There are some things I love about the bloggy world: reading about the romantic daily life of people I don’t know, finding fun new recipes, keeping up with friends who live far away, picking and choosing what I will be a part of, getting inspired and refreshed by what I read, finding a kindred spirit in a random post (though it rarely goes beyond the thought of, “Wow! We could be good buddies in real life.”)
But there are also things I despise — I mean really, it’s more than dislike: a false sense of community (though others would debate the “false” part of this equation, I generally feel that if you aren’t in the physical presence of people, real relationship is tough to build — camaraderie, perhaps, but not blood-and-guts kind of friendship that moves forward even when you don’t like each other); the inability to get a full picture of someone’s life; sometimes being quick to “speak” (i.e. type and hit publish) and slow to think about the impact of our words; the ability to live our day-to-day online without ever interacting with the blood-and-oxygen people next door.
Being on staff with The Navigators, and having come out of their college ministry, discipleship has been something on my radar for a while. Though the formal teacher/disciple relationship is not my style, I think there is much to be said for organic discipleship — or “friendship,” as it might’ve been termed. Sometimes I think we have forgotten what its like to just be friends with people, without agenda — I think this would be my definition of “organic discipleship.” Because Jesus sits at the center of what I do, He will always be a part of all my doings and goings — thus, discipleship. But I also believe that I should love people without agenda, without expecting them to move toward me in order to make things easier, without asking them to become more lovable or more fitted to my personality type. And that I should focus that energy on the people who naturally surround me — thus, organic. Those under my roof, my neighbors, my coworkers in the same city, our students, the moms and kiddos in Jones’s school, my coworkers living throughout Japan, our good friends doing the company life in Japan, our family and supporters back home. These are natural cirlces that widen as the physical space between our bodies and theirs increases. I have had a verse from Proverbs impressed upon me over and over again, and at first, it made me quite angry: “Do not forsake your friend or a friend of your family, and do not go to your relative’s house when disaster strikes you—better a neighbor nearby than a relative far away” (Proverbs 27:10, NIV).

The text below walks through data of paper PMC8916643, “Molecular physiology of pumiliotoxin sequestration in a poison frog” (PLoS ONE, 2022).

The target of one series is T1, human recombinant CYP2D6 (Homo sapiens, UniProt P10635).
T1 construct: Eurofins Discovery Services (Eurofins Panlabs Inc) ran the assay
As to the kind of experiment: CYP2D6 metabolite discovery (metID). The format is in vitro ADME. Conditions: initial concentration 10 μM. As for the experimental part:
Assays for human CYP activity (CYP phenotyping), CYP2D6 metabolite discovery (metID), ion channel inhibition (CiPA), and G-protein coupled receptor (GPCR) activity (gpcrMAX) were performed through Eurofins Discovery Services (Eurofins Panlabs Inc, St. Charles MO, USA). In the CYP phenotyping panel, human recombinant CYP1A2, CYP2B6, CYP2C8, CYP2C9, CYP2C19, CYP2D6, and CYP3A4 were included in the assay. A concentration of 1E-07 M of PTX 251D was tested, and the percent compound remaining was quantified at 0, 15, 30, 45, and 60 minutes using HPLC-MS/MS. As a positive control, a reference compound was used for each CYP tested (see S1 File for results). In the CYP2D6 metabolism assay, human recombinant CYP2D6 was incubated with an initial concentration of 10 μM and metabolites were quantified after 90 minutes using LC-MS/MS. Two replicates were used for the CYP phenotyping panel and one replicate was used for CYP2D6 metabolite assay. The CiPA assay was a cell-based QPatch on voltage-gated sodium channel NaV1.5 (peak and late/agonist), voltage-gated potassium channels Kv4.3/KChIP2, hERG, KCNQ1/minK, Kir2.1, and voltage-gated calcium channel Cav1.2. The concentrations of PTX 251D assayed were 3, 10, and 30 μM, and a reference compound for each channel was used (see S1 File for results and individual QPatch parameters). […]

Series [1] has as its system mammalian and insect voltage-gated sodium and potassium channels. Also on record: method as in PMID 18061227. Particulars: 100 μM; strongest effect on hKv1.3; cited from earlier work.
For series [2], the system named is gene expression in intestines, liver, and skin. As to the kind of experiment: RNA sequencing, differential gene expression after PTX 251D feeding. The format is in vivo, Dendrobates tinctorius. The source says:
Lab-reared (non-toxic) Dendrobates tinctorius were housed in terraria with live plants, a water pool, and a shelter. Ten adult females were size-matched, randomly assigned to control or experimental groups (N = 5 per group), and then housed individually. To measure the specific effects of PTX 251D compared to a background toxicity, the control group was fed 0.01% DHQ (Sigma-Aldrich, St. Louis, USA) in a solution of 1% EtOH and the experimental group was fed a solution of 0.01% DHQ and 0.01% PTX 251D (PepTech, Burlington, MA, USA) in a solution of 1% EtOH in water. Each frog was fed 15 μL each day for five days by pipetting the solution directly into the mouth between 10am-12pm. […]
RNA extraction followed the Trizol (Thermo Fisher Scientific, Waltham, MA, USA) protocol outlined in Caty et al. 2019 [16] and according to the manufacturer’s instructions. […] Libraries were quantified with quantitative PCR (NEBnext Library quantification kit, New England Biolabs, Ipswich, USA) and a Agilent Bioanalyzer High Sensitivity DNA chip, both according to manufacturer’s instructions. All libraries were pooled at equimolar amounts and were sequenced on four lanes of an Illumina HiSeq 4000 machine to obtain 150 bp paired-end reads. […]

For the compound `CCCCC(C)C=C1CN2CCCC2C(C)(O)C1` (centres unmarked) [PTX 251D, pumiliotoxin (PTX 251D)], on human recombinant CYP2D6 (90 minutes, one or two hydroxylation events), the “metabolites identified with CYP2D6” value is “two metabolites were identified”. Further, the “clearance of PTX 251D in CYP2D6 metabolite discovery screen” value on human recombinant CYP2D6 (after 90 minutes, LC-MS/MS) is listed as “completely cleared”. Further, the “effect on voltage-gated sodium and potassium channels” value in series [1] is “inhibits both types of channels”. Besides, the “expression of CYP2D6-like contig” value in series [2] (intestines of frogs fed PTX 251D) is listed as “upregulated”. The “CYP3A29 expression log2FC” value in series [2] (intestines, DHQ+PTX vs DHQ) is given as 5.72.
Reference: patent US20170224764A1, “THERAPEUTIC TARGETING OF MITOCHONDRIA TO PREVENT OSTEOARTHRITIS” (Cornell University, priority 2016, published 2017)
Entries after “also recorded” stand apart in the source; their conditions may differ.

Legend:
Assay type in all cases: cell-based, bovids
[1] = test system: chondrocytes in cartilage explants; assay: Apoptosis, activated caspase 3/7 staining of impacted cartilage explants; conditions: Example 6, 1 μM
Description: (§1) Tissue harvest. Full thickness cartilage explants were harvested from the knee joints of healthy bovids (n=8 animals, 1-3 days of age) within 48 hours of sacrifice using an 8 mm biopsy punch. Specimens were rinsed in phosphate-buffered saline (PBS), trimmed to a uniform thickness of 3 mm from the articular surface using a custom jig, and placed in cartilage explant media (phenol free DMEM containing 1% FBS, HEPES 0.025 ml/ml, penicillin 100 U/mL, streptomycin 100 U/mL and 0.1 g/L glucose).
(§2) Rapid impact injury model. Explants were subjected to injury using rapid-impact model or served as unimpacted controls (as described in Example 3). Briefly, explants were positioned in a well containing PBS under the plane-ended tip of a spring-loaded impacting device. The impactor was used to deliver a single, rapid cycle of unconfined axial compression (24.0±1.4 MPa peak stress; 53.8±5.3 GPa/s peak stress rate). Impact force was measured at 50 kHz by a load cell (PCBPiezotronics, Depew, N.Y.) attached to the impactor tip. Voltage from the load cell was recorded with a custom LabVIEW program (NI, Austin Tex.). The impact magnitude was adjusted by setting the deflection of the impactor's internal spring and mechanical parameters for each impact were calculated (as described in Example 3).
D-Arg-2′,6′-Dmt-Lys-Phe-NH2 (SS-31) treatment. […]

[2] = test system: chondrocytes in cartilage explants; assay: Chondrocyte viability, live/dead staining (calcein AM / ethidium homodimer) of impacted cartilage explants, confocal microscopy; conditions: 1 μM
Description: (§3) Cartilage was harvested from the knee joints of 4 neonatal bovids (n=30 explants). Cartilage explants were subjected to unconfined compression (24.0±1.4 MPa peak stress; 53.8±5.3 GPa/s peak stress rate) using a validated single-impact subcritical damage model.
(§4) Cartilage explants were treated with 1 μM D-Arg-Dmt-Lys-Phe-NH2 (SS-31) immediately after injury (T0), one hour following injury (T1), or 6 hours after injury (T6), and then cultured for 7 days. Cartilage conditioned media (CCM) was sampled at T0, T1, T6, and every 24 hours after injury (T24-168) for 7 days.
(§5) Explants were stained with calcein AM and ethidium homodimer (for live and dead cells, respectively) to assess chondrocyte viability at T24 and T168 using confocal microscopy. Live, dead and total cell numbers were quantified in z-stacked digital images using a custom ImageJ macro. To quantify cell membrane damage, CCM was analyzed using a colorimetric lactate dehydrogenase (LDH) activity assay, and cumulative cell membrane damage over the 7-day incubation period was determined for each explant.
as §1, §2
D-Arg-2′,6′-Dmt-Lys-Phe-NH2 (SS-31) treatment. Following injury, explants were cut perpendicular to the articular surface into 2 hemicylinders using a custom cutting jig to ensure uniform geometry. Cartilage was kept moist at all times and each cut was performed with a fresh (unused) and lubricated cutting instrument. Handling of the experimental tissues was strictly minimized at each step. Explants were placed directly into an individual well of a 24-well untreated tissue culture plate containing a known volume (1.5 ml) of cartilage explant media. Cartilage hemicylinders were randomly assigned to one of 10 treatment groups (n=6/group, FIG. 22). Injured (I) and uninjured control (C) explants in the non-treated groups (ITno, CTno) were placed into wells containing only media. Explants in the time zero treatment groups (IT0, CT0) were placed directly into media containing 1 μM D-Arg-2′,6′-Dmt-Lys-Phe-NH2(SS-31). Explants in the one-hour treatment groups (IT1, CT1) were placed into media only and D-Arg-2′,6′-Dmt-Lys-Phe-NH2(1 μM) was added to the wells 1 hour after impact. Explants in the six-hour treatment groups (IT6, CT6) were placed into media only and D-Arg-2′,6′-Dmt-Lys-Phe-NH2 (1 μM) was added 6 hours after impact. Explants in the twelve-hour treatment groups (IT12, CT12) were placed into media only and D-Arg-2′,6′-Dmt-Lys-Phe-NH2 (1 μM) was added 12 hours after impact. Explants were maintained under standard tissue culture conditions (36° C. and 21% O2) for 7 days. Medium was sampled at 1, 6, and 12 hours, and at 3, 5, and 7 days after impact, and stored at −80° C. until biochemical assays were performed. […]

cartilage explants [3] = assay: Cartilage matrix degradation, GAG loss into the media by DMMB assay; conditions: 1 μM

In my mind, blogs do not qualify as my neighbors or those nearby (unless the writer is, quite literally, nearby!). To me, blogs are day-changers — you read something that today, really impacted your thoughts on the homeless, or motherhood, or homosexuality, or something equally deep and important. And as a writer of a blog, you could be a day-changer for somebody, perhaps even hundreds of somebodies, EVERY DAY. But discipleship? Discipleship — real, deep, unifying, truth-pursuing friendship, centered on Jesus and continuing despite personality differences or disagreements or changes in thought — is a life-changer. But you can only be a life-changer for a few people at a time.
Personally, there are times when I really need a day-changer. But if someone was a life-changer for me, it would be just that: LIFE. CHANGING. And that’s something worth pursuing.